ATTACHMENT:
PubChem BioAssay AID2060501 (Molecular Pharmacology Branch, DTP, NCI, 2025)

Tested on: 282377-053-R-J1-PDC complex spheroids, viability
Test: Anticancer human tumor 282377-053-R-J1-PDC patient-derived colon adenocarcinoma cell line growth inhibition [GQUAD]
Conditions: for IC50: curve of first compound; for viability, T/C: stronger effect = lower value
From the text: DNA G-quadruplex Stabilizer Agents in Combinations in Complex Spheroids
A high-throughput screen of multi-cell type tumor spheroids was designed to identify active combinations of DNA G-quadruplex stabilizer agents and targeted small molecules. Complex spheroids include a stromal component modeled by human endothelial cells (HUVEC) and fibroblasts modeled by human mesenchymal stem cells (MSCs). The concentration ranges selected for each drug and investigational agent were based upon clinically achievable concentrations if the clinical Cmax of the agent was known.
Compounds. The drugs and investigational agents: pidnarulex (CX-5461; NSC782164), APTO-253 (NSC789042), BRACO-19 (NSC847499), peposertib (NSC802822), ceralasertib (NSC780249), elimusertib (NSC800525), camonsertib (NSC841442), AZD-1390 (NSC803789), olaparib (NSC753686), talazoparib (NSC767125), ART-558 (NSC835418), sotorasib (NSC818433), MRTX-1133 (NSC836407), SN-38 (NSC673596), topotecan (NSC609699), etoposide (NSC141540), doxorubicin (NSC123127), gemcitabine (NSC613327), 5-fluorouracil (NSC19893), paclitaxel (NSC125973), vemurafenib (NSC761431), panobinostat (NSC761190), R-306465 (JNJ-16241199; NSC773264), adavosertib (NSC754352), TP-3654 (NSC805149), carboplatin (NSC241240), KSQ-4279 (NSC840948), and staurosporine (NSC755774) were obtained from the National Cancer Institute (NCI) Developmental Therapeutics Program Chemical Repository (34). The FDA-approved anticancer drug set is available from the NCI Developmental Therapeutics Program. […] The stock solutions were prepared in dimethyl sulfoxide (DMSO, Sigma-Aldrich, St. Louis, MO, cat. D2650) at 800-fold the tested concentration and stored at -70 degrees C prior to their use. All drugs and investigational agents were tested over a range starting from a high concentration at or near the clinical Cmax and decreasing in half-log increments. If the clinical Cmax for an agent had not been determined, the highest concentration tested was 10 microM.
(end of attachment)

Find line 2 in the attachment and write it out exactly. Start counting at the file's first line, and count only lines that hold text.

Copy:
Tested on: 282377-053-R-J1-PDC complex spheroids, viability